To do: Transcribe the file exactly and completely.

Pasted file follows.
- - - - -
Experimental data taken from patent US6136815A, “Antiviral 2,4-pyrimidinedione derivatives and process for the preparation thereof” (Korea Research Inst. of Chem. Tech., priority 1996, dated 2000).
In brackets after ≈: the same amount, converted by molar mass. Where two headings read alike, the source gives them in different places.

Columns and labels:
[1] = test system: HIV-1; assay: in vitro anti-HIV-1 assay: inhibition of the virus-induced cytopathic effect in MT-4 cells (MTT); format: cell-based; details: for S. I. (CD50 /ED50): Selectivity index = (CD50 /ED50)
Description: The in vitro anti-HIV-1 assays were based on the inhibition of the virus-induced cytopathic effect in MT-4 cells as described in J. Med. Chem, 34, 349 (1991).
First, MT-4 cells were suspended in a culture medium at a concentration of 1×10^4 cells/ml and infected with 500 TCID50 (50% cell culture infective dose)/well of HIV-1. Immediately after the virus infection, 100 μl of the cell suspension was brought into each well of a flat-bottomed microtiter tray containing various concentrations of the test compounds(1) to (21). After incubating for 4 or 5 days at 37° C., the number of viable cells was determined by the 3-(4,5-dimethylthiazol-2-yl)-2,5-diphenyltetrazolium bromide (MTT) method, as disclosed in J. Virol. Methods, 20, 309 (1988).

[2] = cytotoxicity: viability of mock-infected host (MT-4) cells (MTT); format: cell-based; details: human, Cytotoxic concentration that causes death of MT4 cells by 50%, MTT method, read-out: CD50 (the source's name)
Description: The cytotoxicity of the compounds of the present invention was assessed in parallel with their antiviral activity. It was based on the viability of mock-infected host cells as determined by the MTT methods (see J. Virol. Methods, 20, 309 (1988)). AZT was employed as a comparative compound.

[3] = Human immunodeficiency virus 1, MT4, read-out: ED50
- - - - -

Experimental data taken from patent US6136815A, “Antiviral 2,4-pyrimidinedione derivatives and process for the preparation thereof” (Korea Research Inst. of Chem. Tech., priority 1996, dated 2000).
In brackets after ≈: the same amount, converted by molar mass. Where two headings read alike, the source gives them in different places.

Columns and labels:
[1] = test system: HIV-1; assay: in vitro anti-HIV-1 assay: inhibition of the virus-induced cytopathic effect in MT-4 cells (MTT); format: cell-based; details: for S. I. (CD50 /ED50): Selectivity index = (CD50 /ED50)
Description: The in vitro anti-HIV-1 assays were based on the inhibition of the virus-induced cytopathic effect in MT-4 cells as described in J. Med. Chem, 34, 349 (1991).
First, MT-4 cells were suspended in a culture medium at a concentration of 1×10^4 cells/ml and infected with 500 TCID50 (50% cell culture infective dose)/well of HIV-1. Immediately after the virus infection, 100 μl of the cell suspension was brought into each well of a flat-bottomed microtiter tray containing various concentrations of the test compounds(1) to (21). After incubating for 4 or 5 days at 37° C., the number of viable cells was determined by the 3-(4,5-dimethylthiazol-2-yl)-2,5-diphenyltetrazolium bromide (MTT) method, as disclosed in J. Virol. Methods, 20, 309 (1988).

[2] = cytotoxicity: viability of mock-infected host (MT-4) cells (MTT); format: cell-based; details: human, Cytotoxic concentration that causes death of MT4 cells by 50%, MTT method, read-out: CD50 (the source's name)
Description: The cytotoxicity of the compounds of the present invention was assessed in parallel with their antiviral activity. It was based on the viability of mock-infected host cells as determined by the MTT methods (see J. Virol. Methods, 20, 309 (1988)). AZT was employed as a comparative compound.

[3] = Human immunodeficiency virus 1, MT4, read-out: ED50